The Michigan-based Al-Maghrib Institute is a college-level religious education program whose mission is to help its students “gain a deeper understanding of Islam”; to “build sincere, dedicated and brilliant students … who will go on to become leaders, bringing their communities to new heights”; and to “make people better Muslims and bring people closer to Allah.” The Institute seeks to achieve these objectives by offering “trademark double-weekend [six-day] university-style seminars carrying students toward a bachelor's degree in the Islamic Studies.”
Al-Maghrib's classes are given at mosques in at least thirteen North American cities: College Park, Maryland; Fairfax, Virginia; Houston, Texas; New Brunswick, New Jersey; San Francisco Bay area, California; Seattle, Washington; Memphis, Tennessee; Sacramento, California; Detroit, Michigan; Chicago, Illinois; Ottawa, Canada; Montreal, Canada; and Toronto, Canada. Al-Maghrib also ran onsite seminars in Columbus, Ohio during 2006.
Characterized by Wahhabi-influenced extremism, rabid anti-Semitism, Holocaust denials, and the preaching of militaristic jihad, Al-Maghrib’s courses are accredited by American Open University (AOU), which in turn is accredited by Al-Azhar University in Cairo -- the headquarters of the Muslim Brotherhood, the oldest and largest radical Islamic organization in the world.
A review of the course summary for Al-Maghrib’s Islamic Studies degree program shows that the required reading list is dominated by the works of Muslim Brotherhood and Wahhabi theologians and theorists. In particular, the program requires students to read Sayyid Qutb’s In the Shade of the Quran. Qutb, the Muslim Brotherhood thinker who was executed by Egyptian President Gamal Abdel Nasser in the 1960s, was influential in justifying terrorism and jihad, and in laying down the theoretical principles upon which al Qaeda was built.
Another Muslim Brotherhood theorist prominent in the Al-Maghrib curriculum is Sayyid Sabiq, who wrote his book Fiqh-us-Sunnah at the request of Muslim Brotherhood founder Hasan al-Banna. The two volumes of Sabiq’s work are the only texts for Al-Maghrib's “Fiqh of Worship” course.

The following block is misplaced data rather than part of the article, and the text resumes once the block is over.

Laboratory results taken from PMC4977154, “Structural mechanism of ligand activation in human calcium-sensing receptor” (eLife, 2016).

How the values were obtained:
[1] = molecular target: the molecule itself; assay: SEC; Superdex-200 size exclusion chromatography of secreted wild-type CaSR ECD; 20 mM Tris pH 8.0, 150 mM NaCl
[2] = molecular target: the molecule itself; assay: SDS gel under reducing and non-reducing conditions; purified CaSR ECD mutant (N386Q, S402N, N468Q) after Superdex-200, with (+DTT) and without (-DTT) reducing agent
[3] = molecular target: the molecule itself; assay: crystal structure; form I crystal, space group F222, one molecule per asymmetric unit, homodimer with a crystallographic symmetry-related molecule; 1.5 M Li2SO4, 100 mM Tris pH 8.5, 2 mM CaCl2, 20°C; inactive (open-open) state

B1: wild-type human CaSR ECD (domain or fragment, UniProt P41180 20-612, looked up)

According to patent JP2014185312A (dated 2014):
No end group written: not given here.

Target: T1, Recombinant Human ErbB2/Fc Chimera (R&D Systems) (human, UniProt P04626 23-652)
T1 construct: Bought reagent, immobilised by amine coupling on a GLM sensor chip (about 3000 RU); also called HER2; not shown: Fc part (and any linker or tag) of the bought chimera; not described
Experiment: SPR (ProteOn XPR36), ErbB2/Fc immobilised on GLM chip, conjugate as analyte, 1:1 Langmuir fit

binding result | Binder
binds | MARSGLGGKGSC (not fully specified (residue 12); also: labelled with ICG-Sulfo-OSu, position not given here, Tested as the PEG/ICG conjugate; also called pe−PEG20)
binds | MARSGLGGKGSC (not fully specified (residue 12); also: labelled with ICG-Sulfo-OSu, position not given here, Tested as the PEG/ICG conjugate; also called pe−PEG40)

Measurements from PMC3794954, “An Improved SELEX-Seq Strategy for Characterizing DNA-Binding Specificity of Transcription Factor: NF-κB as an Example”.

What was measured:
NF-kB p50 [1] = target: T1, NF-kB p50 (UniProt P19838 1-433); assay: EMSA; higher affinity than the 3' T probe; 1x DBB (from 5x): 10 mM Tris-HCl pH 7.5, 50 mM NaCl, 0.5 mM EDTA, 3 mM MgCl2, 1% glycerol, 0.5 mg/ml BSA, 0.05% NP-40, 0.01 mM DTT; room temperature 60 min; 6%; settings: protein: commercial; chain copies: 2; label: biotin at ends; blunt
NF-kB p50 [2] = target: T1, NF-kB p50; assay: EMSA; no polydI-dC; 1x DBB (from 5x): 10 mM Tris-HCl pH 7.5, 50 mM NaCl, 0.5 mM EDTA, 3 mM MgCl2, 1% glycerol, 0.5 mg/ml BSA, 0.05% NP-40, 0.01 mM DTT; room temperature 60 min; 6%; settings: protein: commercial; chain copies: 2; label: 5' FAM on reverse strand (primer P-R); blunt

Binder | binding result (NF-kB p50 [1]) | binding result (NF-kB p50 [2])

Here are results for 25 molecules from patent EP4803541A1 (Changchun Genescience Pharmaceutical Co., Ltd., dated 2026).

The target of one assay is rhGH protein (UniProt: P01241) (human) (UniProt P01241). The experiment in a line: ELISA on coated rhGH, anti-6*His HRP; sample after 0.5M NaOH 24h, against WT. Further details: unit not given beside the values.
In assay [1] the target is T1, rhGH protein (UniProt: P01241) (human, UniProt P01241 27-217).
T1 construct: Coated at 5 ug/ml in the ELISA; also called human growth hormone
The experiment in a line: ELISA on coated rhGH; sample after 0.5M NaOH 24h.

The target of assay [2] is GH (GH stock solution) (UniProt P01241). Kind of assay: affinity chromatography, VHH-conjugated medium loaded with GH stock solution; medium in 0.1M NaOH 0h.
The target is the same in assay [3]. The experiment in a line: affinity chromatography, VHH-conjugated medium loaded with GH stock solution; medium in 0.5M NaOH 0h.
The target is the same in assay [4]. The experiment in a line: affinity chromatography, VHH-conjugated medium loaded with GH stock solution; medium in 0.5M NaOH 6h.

The Al-Maghrib reading list also features the works of Bilal Phillips, who in January 2007 gained notoriety as one of the radical preachers secretly videotaped for the Undercover Mosque investigative program aired on Britain’s Channel Four. In that program, Phillips was shown lecturing in favor of forced Islamic marriages for prepubescent girls.
The justification of jihad and a call for Islamic dominance are promoted in the Al-Maghrib course titled "Islam Invulnerable: The Making of the Modern Muslim World." Tracing the rise of Islam as a global force from the initial Islamic invasions and occupations of the Near East, North Africa and the Iberian Peninsula, this class glories in the triumphs of the Ottoman, Safavid, Qajar and Mughal Empires. The Crusades are denounced, as are European “imperialist” and “colonialist” efforts in recent centuries, while Islamic conquests undergo “narrative reinterpretation” to explain how they differ from Western exploits. Moreover, the present-day Arab-Israeli conflict is blamed entirely on the "Zionists."
Other Al-Maghrib’s courses rely on commentaries by 13th Century theologian Ibn Taymiyyah and Wahhabi sect founder Muhammad ibn Abd-al-Wahhab.
All six of Al-Maghrib’s instructors hold degrees from Saudi institutions controlled by Wahhabi extremism:
Apart from their teaching duties, Al-Maghrib instructors appear regularly on a number of Islamic satellite television networks, and are in high demand as motivational speakers at Muslim organization events all over the world. The Institute is also active amongst the 150-plus campus chapters of the Muslim Students’ Association of the U.S. and Canada, located at universities all over North America.
In addition to the courses it offers, the Institute sponsors the EmanRush Audio website, which sells Al-Maghrib audio and video course lectures, and the Khutbah.com website, which provides the texts of sermons and articles delivered by Al-Maghrib instructors and staff.
In February 2006, Al-Maghrib's media arm, Ilmquest Productions (which not only publishes and markets DVDs and CDs of Al-Maghrib “scholars,” but also the works of numerous other extremist speakers, including Bilal Philips, Khalid Yasin, and Yemeni al-Qaeda cleric Anwar Al-Aulaqi) co-sponsored a “Leaders of Tomorrow” conference held by the Muslim Students Association of Ohio State University. Fellow co-sponsors included:
(a) Kindhearts (an organization that was raided immediately thereafter by federal law enforcement and was closed by order of the Treasury Department for financing terrorism).
(b) Kindhearts' local parent organization, Masjid Omar Ibn El-Khattab, the mosque (near the OSU campus) which was home to the largest known al-Qaeda cell in the U.S. since 9/11, with two former members -- Iyman Faris and Nuradin Abdi -- already convicted and serving prison terms for their participation, and another cell member -- Christopher Paul -- awaiting trial at the time.
In September 2006, Dr. Ashraf Ismail of the Al-Maghrib Institute said the following at the NYU Islamic Center: "Allah sent his prophet with the guidance and religion of truth. And what is the ultimate destiny of Islam? It is quite clear ... that Allah will make His religion victorious; not only victorious but it will be the preeminent way of life in the entire world.
Most of this profile is adapted from the article "Jihad U," written by Patrick Poole and published by FrontPageMagazine.com on February 14, 2007.